sponsible for anxiety among local
restaurant owners over a possible
price war.

1

The Union "Swap Shop" has incongruous items. To round out
taken to the air waves. I the show Williams spins records
A campus tradition for many requested by the listeners.
years through the media of the Union Councilman Jack Eh-
Union lobby bulletin board, the lers, '53E, who is in charge of
mythical "swap shop" is now being the project explained that the
featured on its own disc jockey program was started when he
show on the East Quad radio net- noticed that the bulletin boards
work. were becoming overloaded with
* "swap notices."
DISK JOCKEY Don Williams "We felt that if all those people
reads the notices of offers to trade would take the trouble to put their
anything from a baby parakeet notices on the board, then come
to a 1929 Ford in return for equally each day to see if someone wanted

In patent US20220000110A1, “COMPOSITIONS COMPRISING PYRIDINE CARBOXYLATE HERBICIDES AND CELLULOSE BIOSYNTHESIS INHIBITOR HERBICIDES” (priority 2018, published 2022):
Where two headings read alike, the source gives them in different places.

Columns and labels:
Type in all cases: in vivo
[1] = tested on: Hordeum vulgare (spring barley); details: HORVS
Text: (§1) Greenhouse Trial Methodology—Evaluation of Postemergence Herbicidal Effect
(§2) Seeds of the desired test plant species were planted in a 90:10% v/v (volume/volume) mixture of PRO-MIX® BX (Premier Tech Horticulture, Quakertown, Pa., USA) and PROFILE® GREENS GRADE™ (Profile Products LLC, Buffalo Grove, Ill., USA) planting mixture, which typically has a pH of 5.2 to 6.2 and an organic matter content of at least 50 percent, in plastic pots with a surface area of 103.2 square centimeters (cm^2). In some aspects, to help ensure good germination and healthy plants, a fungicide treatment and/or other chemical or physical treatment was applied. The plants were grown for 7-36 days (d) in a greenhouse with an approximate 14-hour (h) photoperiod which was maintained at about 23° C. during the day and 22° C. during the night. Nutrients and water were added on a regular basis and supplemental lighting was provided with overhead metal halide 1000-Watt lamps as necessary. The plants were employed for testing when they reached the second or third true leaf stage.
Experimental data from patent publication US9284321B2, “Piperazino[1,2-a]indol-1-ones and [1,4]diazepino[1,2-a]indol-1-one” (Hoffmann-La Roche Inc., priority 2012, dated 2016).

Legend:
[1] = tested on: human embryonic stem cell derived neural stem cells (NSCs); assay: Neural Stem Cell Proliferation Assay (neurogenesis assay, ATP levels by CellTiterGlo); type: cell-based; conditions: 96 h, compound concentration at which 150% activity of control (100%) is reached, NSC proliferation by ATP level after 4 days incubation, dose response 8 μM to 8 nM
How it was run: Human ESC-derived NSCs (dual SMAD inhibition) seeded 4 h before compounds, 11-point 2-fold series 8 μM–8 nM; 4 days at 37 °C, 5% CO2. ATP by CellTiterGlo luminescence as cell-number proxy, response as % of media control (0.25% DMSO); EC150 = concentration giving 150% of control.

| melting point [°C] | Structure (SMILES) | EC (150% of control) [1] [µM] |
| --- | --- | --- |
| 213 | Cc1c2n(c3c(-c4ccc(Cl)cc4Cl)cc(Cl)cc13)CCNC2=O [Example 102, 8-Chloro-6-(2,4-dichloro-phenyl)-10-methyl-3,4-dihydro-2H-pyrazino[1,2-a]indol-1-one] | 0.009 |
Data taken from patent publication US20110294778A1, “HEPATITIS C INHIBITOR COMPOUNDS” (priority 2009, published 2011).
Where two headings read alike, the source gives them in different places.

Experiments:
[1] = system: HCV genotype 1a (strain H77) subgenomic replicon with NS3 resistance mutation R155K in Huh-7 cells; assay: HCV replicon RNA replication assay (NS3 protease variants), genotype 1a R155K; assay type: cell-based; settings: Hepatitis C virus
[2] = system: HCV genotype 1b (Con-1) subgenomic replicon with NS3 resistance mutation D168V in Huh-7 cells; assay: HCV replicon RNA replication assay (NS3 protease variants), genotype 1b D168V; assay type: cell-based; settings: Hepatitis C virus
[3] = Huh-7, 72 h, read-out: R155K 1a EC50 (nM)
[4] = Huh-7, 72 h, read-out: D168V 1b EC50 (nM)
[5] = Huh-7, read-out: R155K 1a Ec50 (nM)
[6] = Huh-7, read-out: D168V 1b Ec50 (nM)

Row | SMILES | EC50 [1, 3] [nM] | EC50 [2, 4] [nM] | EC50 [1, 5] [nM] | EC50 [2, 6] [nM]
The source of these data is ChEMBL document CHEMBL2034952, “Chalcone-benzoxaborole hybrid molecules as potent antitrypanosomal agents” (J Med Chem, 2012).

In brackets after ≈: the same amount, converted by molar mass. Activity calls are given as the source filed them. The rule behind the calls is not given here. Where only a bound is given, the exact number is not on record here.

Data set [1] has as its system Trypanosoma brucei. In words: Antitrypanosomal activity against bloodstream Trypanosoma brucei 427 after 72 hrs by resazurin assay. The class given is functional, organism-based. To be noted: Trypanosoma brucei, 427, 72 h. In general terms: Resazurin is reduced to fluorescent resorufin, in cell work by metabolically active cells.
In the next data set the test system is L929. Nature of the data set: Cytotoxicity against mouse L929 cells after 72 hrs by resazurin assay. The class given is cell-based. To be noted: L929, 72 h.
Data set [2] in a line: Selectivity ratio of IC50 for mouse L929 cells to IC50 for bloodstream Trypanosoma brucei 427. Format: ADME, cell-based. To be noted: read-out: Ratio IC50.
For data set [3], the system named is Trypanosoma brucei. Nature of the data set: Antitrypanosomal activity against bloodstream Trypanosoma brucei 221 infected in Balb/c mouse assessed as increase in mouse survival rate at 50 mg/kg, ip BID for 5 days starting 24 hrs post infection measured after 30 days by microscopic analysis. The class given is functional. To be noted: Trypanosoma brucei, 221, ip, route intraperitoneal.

their "white elephants," that many
more would probably like to make
Special Masses similar trades-if they only had
to sit and listen to their radios.
Rev. Fr. Frank McPhillips an- Ehlers said that anyone who has
nounced yesterday that special any trading bait may mail a card
masses for the Feast of the Im- to the Union student offices with
maculate Conception would be his name, address, a description of
held at 7 a.m., 8 a.m., 9 a.m., and the item they would like to trade
noon today at St. Mary's Student and any particular item they'd
Chapel. like in return.

RONSON
LIGHTERS
All gifts purchased
4
from
grcade Jewelry
shop